Bennett’s the reason why our foundation exists and we love him to pieces. As some may know, we have been quite private sharing our story while we were supporting Bennett through the NIICU and his cancer diagnosis. But with healing comes hope and acceptance- and one adorable reason to celebrate resilience.
In April of 2013 Mary and Greg Pellegrino were excited to hear they were having a baby boy. Due in September, Mary was having a comfortable pregnancy. Mango and avocado cravings along with periods of exhaustion were the worst of her symptoms. In June she began to experience pain in the upper right quadrant of her chest, and while teaching she felt ‘funny’. A quick trip to the school nurse confirmed her suspicion, something was wrong. With a blood pressure of 166/110, Mary was admitted to Abington Hospital with HELLP Syndrome. She was only 25 weeks along in her pregnancy. The next day, Bennett was born. Weighing in at 1 lb 2 oz and 12 inches long, Bennett was considered a micro preemie. Mary remained in the hospital with Bennett while doctors worked to stabilize her. When she was finally discharged, Bennett’s struggles began. He was diagnosed with an intestinal perforation requiring immediate surgery. He was transported to the Children’s Hospital of Philadelphia and for the next 7.5 months, Mary and Greg prayed at his bedside while Bennett fought to live. It was the most difficult time of their lives. Multiple surgeries, interventions, and 1,000 prayers later, Bennett was discharged and ready to come home.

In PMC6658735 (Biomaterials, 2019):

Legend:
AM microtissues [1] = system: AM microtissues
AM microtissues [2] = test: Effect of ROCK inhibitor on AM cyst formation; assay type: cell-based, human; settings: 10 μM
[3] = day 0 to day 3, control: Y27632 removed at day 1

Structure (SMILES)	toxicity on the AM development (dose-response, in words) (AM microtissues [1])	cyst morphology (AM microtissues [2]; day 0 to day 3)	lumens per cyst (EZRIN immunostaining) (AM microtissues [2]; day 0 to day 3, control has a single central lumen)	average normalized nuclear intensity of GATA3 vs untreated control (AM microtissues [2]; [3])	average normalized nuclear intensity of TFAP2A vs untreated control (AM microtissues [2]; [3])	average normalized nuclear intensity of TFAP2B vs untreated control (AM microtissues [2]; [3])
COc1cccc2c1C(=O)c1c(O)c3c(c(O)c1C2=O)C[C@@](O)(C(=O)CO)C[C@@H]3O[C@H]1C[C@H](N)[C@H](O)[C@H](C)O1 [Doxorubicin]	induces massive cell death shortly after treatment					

For the next two years, Bennett has grown into his own little man. He has continued to show his family just how much of a fighter he really is, and how much he loves life. Amongst his many doctor visits, therapy sessions, and hospital admissions he has enjoyed trips to the zoo, the aquarium, and Acadia National Park. He has spent time enjoying swimming, eating at Ted Montana’s, playing with Elmo, listening to Sam Smith, and playing in the spray park.
As Mary and Greg began preparing for Bennett to attend preschool, Bennett started developing fevers. At first these fevers would come and go, or would go away with medicine. Soon they began to stay, and doctors didn’t know why. Back at the Children’s Hospital of Philadelphia, they ran tests and found a mass on his liver that was the size of a softball. He had a hepatoblastoma, a rare form of liver cancer requiring surgery and chemotherapy. Mary and Greg found themselves again praying at his bedside while he fought to live. He spent his spring and summer recovering from surgery and fighting the side effects of his chemotherapy. Mary and Greg rescheduled his Superman themed third birthday party from a weekend in June to August in the hopes that he would be feeling well enough to go. On the morning of his party, his doctors shared that he was considered in remission. Bennett, Mary, and Greg were able to celebrate surrounded by their loved ones.